Revelers watching fireworks at New Year.
Trip inspirationSeasonal travel

Things to do on New Year's Eve in Madrid

There’s something truly special about spending New Year’s Eve abroad. It’s a great opportunity to get to know the end-of-year quirks and customs of other cultures. Like, sure, linking arms and singing Auld Lang Syne is fun and all, but have you ever attempted to eat twelve grapes in twelve seconds as the clock strikes midnight? There are oodles of fun things to do on New Year’s Eve in Madrid as you count down to the big moment (and beyond), and we've put together a guide to the must-dos that will make your Madrid New Year celebrations go with a bang. Read on for grapes, gambas, chocolate, chestnuts and more...

A Spot of Sightseeing

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First things first: you’re in for the long-haul. Madrid’s New Year celebrations don’t really start until midnight, so it’s critical you take it a little easy on New Year’s Eve if you want to avoid wearing yourself out. So: spend some time in quiet contemplation at the stunning Temple of Debod, an ancient Egyptian shrine transplanted to the heart of Madrid. Or get your culture fix at the Prado, Reina-Sofia or any number of world-class museums. See the city sights at your own pace on a hop-on hop-off bus tour. Cruise the sights of the stunning Retiro Park by Segway, or via a gentle bike tour that takes in must-see landmarks including the Crystal Palace, Fountain of the Fallen Angel and rose gardens. But above all: don’t overdo it. The last thing you want is to end up zonked by 9PM just because you couldn’t resist that (admittedly marvelous) day trip to Toledo (pictured).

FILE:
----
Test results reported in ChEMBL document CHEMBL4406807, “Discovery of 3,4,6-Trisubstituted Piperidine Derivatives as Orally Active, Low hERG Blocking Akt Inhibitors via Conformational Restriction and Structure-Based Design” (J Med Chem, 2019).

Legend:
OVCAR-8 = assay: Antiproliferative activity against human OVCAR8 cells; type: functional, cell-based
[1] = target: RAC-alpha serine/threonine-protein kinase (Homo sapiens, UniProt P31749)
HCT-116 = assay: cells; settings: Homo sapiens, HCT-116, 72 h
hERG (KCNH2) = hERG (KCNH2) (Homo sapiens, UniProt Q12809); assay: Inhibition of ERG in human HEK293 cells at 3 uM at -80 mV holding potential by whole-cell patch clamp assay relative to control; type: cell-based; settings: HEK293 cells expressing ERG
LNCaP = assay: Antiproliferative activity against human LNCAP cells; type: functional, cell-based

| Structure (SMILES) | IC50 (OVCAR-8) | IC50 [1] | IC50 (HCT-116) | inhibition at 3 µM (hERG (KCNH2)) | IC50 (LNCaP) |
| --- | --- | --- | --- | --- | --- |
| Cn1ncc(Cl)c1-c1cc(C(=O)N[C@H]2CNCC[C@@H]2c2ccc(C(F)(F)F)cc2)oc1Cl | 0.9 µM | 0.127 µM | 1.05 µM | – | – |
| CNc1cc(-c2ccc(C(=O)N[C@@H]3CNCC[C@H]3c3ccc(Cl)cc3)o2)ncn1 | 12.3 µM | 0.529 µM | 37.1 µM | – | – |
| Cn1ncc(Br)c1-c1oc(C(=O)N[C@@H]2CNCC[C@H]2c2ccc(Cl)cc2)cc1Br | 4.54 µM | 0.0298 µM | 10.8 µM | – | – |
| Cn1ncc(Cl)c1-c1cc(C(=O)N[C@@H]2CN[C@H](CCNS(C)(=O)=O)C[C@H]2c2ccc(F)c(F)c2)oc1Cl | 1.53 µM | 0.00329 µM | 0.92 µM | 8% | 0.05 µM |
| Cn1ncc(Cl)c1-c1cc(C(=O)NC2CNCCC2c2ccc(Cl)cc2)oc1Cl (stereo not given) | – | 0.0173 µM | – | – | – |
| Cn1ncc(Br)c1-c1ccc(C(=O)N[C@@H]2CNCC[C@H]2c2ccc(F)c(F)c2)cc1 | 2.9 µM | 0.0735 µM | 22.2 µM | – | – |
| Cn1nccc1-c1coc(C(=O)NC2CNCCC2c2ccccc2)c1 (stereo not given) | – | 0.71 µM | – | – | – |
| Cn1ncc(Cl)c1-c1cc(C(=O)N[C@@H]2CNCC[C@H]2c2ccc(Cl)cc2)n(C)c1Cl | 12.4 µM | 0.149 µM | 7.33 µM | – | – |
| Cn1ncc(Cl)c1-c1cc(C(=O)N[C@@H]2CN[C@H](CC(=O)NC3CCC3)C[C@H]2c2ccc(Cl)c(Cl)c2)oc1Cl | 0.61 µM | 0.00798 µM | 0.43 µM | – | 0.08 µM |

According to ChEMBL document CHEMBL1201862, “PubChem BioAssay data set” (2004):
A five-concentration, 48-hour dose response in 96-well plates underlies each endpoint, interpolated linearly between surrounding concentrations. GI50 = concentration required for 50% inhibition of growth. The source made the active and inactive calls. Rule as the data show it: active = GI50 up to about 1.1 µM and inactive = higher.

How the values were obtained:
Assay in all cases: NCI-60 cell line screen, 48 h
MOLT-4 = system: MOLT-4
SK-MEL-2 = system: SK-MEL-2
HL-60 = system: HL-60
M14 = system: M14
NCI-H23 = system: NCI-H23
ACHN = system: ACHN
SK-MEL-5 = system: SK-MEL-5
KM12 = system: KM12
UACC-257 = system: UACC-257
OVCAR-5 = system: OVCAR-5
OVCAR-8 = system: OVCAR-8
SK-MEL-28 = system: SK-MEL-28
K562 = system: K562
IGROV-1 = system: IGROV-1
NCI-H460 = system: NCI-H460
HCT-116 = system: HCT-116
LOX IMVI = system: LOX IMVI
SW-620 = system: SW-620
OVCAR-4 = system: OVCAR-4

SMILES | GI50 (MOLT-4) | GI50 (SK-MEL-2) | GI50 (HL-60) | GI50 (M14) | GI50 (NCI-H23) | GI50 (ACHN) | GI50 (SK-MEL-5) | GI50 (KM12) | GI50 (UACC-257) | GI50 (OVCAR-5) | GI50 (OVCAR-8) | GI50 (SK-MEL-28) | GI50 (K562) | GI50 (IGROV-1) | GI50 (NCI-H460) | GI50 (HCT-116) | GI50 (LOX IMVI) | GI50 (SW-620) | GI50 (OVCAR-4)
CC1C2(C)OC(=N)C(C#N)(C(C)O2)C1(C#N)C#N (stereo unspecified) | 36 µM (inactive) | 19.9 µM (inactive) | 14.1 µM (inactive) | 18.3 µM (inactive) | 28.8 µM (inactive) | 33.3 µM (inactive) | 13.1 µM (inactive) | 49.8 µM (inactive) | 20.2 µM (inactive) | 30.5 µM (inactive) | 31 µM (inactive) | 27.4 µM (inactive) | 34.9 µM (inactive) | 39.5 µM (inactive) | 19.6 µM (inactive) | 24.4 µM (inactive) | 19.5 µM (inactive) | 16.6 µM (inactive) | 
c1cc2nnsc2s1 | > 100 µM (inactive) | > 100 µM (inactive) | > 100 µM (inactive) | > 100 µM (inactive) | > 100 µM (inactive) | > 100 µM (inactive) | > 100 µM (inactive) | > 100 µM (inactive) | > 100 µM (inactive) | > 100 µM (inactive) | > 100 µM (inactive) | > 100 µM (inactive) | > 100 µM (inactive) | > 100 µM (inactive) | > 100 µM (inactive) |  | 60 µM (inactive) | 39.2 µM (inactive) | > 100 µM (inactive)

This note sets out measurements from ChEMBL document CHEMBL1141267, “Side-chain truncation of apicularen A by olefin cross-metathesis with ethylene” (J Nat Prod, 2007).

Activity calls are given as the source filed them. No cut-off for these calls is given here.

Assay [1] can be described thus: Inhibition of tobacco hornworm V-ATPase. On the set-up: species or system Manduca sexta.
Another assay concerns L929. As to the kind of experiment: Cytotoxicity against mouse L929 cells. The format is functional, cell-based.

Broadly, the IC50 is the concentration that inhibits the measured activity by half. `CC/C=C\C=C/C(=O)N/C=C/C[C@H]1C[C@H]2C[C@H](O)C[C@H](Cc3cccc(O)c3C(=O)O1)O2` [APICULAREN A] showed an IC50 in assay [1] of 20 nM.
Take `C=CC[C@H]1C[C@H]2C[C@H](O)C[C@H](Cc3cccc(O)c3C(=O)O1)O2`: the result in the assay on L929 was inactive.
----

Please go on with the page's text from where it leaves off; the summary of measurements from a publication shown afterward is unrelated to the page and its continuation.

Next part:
Take a Nap

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One surefire way of preserving energy is to make like the Madrileños and have a siesta in the afternoon. Ok, ok, so not many Madrileños actually do this – most run errands, take long leisurely lunches or go to the gym instead. But no-one is going to sneer at you for taking this deep-seated Spanish tradition at face value and getting a spot of pre-emptive shut-eye in the afternoon, when you’ll find a number of shops, bars and restaurants have already closed down for the impending New Year party anyway. So go on: draw the blinds, put the phone on silent and crawl under the duvet for a revitalizing afternoon snooze. Zzzzz.

Churros con Chocolate on the Square

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If you’re in the market for some easy-going sightseeing in Madrid on New Year’s Eve (and you should be), then look no further than the rather splendid Plaza Mayor, with its elegant arches, soaring statues and stately Baroque architecture. The central square’s strategically positioned cafés and benches provide ample opportunity for casual people-watching over a café con leche or three, while munching classic churros con chocolate here is practically a rite of passage. Hit up the legendary Chocolatería San Ginés for some of the finest in town. This old-school haunt has been serving up its delectable dough sticks since 1894, so you can be confident they’re the real deal. One mouthful of these crispy sugar-coated treats dipped in their accompanying dark chocolate sauce will confirm it.

Chestnuts in the Park